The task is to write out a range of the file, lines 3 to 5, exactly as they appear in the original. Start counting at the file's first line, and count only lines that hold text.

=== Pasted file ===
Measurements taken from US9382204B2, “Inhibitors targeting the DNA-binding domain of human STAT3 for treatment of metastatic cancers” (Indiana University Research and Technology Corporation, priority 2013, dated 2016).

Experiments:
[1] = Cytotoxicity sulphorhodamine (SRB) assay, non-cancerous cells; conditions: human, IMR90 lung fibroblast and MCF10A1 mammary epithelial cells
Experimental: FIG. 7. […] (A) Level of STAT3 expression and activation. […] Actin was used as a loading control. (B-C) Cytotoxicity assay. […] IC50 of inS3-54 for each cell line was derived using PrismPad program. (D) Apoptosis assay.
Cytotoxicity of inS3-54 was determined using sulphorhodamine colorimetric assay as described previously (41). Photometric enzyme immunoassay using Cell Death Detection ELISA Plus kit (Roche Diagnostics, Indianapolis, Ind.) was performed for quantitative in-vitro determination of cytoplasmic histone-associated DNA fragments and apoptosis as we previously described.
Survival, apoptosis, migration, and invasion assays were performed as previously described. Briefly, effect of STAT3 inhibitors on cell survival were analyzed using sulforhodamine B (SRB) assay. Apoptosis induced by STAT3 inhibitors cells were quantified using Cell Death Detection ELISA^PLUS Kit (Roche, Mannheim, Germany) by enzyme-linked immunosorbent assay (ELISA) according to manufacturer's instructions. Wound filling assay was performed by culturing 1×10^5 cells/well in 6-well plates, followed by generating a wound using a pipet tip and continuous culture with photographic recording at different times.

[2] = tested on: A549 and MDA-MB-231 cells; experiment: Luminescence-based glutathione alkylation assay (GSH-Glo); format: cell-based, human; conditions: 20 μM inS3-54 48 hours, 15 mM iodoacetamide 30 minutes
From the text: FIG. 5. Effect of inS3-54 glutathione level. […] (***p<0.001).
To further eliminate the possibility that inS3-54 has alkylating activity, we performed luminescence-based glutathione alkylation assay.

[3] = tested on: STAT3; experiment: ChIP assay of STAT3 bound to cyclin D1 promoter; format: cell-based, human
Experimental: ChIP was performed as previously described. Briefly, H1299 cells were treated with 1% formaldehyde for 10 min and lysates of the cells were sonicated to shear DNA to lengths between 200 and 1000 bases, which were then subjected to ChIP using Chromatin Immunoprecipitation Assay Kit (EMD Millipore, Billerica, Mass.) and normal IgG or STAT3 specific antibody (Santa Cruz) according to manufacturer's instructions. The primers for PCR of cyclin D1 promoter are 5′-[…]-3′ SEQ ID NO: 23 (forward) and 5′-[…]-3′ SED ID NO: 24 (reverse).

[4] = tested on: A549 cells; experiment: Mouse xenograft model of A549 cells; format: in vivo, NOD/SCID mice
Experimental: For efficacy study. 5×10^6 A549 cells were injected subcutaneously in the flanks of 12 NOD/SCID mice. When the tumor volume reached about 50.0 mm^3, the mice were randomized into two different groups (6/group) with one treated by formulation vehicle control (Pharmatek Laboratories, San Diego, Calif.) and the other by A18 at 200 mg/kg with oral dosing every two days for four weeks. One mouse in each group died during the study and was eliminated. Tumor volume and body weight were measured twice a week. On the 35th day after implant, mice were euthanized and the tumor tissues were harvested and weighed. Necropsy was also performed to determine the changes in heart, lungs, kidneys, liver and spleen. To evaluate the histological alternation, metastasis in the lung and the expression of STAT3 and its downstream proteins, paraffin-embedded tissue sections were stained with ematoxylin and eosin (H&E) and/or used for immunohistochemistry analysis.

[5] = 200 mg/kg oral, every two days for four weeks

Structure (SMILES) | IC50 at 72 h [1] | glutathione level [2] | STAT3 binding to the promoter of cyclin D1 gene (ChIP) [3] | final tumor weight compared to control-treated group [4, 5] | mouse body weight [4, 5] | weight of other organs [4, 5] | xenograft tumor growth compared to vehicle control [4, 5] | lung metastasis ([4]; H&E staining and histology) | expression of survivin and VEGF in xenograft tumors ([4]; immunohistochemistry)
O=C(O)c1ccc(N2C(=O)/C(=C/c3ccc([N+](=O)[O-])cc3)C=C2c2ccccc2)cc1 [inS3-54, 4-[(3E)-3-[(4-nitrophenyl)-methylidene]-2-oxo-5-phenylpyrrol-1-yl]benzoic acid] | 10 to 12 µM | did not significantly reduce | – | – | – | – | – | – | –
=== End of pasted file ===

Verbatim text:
[1] = Cytotoxicity sulphorhodamine (SRB) assay, non-cancerous cells; conditions: human, IMR90 lung fibroblast and MCF10A1 mammary epithelial cells
Experimental: FIG. 7. […] (A) Level of STAT3 expression and activation. […] Actin was used as a loading control. (B-C) Cytotoxicity assay. […] IC50 of inS3-54 for each cell line was derived using PrismPad program. (D) Apoptosis assay.
Cytotoxicity of inS3-54 was determined using sulphorhodamine colorimetric assay as described previously (41). Photometric enzyme immunoassay using Cell Death Detection ELISA Plus kit (Roche Diagnostics, Indianapolis, Ind.) was performed for quantitative in-vitro determination of cytoplasmic histone-associated DNA fragments and apoptosis as we previously described.